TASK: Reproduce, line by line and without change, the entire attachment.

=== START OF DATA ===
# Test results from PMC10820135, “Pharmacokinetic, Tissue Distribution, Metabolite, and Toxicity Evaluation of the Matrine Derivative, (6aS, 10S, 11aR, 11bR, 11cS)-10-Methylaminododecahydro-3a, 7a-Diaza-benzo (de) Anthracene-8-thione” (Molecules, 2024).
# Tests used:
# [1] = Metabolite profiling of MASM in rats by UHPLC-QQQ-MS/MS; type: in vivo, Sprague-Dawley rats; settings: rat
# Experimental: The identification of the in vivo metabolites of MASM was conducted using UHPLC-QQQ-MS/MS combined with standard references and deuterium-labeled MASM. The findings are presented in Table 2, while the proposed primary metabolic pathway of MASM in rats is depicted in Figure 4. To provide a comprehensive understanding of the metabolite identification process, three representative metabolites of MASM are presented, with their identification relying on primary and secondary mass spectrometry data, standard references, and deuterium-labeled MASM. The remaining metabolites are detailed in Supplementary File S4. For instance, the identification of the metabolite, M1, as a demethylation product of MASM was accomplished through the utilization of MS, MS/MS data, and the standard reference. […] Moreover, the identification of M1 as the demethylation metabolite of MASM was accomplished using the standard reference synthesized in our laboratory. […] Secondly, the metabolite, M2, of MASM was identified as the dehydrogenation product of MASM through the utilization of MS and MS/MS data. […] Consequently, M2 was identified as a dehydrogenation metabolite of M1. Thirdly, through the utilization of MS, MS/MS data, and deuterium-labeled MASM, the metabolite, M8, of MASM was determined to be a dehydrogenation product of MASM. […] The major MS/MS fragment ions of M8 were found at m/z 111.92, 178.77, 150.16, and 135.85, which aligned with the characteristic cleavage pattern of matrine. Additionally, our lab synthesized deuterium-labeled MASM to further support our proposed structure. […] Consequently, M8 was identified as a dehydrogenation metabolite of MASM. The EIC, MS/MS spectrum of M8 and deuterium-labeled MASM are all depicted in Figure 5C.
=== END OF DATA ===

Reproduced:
# Test results from PMC10820135, “Pharmacokinetic, Tissue Distribution, Metabolite, and Toxicity Evaluation of the Matrine Derivative, (6aS, 10S, 11aR, 11bR, 11cS)-10-Methylaminododecahydro-3a, 7a-Diaza-benzo (de) Anthracene-8-thione” (Molecules, 2024).
# Tests used:
# [1] = Metabolite profiling of MASM in rats by UHPLC-QQQ-MS/MS; type: in vivo, Sprague-Dawley rats; settings: rat
# Experimental: The identification of the in vivo metabolites of MASM was conducted using UHPLC-QQQ-MS/MS combined with standard references and deuterium-labeled MASM. The findings are presented in Table 2, while the proposed primary metabolic pathway of MASM in rats is depicted in Figure 4. To provide a comprehensive understanding of the metabolite identification process, three representative metabolites of MASM are presented, with their identification relying on primary and secondary mass spectrometry data, standard references, and deuterium-labeled MASM. The remaining metabolites are detailed in Supplementary File S4. For instance, the identification of the metabolite, M1, as a demethylation product of MASM was accomplished through the utilization of MS, MS/MS data, and the standard reference. […] Moreover, the identification of M1 as the demethylation metabolite of MASM was accomplished using the standard reference synthesized in our laboratory. […] Secondly, the metabolite, M2, of MASM was identified as the dehydrogenation product of MASM through the utilization of MS and MS/MS data. […] Consequently, M2 was identified as a dehydrogenation metabolite of M1. Thirdly, through the utilization of MS, MS/MS data, and deuterium-labeled MASM, the metabolite, M8, of MASM was determined to be a dehydrogenation product of MASM. […] The major MS/MS fragment ions of M8 were found at m/z 111.92, 178.77, 150.16, and 135.85, which aligned with the characteristic cleavage pattern of matrine. Additionally, our lab synthesized deuterium-labeled MASM to further support our proposed structure. […] Consequently, M8 was identified as a dehydrogenation metabolite of MASM. The EIC, MS/MS spectrum of M8 and deuterium-labeled MASM are all depicted in Figure 5C.